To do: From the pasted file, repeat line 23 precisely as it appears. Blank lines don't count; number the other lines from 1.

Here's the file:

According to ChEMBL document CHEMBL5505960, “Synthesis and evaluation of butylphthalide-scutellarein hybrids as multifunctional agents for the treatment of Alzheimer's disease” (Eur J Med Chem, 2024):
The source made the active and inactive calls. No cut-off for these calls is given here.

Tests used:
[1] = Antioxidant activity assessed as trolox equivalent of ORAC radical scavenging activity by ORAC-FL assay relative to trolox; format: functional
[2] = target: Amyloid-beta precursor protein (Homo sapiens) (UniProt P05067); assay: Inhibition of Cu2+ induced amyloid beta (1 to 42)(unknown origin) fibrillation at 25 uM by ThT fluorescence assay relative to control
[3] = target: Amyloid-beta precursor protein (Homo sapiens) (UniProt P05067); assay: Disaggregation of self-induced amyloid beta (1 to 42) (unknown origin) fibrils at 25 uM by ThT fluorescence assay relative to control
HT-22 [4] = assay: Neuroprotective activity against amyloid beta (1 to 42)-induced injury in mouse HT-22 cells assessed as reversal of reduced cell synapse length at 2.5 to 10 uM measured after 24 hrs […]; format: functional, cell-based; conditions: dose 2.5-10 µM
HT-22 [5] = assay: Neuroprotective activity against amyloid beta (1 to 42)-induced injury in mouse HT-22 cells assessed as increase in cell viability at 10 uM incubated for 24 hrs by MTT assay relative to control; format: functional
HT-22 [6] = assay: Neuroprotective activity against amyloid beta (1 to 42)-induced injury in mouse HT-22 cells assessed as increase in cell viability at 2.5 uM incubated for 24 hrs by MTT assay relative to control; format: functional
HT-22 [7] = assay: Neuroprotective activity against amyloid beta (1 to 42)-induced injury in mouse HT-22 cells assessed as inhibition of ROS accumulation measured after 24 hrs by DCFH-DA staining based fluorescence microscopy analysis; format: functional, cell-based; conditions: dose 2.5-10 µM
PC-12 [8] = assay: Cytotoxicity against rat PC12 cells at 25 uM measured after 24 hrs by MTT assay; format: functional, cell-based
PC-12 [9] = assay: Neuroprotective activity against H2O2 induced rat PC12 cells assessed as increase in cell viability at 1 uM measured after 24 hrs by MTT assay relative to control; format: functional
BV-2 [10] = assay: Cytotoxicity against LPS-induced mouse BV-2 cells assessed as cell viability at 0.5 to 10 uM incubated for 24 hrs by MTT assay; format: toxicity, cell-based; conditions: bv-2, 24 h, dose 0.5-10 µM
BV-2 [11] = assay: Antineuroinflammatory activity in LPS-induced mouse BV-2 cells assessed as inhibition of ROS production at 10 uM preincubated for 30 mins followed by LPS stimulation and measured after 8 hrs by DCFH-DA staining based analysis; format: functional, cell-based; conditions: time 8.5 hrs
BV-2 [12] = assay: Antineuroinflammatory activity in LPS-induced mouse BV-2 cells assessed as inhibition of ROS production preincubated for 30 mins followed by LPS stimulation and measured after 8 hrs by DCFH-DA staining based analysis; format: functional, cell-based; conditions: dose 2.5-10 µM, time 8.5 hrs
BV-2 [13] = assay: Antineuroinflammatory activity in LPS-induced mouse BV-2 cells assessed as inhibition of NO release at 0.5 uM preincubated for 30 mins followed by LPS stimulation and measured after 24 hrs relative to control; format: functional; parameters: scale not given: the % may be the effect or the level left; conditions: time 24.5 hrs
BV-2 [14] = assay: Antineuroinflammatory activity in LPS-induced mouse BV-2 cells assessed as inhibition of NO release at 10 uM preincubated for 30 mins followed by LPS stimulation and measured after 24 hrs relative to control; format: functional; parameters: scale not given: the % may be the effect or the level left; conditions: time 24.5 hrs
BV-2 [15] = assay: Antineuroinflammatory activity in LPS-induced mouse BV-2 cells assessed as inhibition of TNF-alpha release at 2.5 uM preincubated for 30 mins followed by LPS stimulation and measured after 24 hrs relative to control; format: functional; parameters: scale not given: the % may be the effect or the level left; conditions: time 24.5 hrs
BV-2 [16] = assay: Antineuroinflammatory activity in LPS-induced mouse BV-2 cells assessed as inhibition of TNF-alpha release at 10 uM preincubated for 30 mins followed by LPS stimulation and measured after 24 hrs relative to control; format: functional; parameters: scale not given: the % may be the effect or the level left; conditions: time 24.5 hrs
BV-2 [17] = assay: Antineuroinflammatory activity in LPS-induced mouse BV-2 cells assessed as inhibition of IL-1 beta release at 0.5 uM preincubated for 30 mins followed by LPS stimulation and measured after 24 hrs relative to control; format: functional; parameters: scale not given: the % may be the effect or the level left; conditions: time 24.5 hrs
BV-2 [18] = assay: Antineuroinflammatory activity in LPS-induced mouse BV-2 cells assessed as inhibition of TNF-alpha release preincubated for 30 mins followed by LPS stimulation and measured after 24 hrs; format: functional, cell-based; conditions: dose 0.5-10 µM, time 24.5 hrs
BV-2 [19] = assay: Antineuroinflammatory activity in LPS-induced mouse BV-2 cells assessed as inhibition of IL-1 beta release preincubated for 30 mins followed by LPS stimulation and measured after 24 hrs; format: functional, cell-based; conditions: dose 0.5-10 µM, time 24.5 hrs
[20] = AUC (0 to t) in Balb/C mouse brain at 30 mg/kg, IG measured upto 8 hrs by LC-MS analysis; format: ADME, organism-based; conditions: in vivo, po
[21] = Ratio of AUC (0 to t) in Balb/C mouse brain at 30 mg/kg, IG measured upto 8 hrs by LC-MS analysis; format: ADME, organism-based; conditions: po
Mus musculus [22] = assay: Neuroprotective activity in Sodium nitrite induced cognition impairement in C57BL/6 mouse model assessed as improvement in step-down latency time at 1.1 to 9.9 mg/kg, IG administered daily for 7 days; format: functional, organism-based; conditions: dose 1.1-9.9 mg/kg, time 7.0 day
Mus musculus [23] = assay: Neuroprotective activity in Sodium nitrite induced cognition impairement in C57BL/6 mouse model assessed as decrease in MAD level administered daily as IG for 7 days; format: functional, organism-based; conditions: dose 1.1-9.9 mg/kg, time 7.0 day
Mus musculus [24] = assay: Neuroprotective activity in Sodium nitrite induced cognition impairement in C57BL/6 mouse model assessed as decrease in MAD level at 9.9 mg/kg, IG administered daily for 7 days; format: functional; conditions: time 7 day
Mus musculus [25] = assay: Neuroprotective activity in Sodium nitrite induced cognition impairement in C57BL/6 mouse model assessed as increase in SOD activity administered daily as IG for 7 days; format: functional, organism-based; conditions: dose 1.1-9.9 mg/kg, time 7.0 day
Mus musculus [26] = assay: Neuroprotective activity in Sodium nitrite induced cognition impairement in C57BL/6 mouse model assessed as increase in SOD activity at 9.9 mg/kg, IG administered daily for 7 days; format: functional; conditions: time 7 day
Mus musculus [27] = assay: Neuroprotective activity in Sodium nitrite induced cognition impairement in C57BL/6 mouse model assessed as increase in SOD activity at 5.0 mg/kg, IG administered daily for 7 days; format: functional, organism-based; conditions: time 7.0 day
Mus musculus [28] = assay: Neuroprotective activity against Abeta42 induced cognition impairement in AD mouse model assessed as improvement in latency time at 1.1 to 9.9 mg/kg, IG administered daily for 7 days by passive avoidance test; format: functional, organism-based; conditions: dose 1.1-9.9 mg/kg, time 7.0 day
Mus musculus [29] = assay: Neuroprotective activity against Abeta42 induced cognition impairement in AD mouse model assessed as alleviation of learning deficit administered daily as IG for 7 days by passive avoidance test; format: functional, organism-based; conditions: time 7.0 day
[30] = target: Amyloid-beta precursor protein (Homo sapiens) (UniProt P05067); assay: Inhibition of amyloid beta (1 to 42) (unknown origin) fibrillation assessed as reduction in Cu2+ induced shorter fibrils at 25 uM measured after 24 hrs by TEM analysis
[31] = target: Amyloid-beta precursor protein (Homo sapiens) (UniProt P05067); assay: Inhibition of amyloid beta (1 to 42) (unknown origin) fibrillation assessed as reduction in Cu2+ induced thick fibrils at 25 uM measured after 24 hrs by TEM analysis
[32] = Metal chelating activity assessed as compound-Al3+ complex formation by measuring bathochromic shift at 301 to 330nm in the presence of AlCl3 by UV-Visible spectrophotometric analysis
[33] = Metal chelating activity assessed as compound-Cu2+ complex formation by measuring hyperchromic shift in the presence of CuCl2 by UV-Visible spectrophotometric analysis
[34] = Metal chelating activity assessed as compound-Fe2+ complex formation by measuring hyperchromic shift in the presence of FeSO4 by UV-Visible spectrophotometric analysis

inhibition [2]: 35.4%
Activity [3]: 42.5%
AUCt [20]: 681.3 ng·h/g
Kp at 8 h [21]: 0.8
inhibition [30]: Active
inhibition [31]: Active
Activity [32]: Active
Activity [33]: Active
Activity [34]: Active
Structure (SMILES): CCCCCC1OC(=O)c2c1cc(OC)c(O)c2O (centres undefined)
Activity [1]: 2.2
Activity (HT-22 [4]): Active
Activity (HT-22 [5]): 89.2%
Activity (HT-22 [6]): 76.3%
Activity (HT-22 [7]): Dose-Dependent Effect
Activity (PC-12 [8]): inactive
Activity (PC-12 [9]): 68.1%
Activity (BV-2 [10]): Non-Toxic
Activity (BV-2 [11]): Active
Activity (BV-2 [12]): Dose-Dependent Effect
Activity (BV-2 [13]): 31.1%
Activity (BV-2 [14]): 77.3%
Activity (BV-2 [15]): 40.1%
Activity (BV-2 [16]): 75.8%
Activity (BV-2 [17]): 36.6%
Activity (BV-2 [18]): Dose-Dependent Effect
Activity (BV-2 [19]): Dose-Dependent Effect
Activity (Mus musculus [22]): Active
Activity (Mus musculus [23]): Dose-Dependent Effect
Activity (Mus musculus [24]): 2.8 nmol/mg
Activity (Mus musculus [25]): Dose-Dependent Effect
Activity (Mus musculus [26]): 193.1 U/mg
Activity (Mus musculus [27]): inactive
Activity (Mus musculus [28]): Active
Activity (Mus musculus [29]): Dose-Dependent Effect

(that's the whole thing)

[20] = AUC (0 to t) in Balb/C mouse brain at 30 mg/kg, IG measured upto 8 hrs by LC-MS analysis; format: ADME, organism-based; conditions: in vivo, po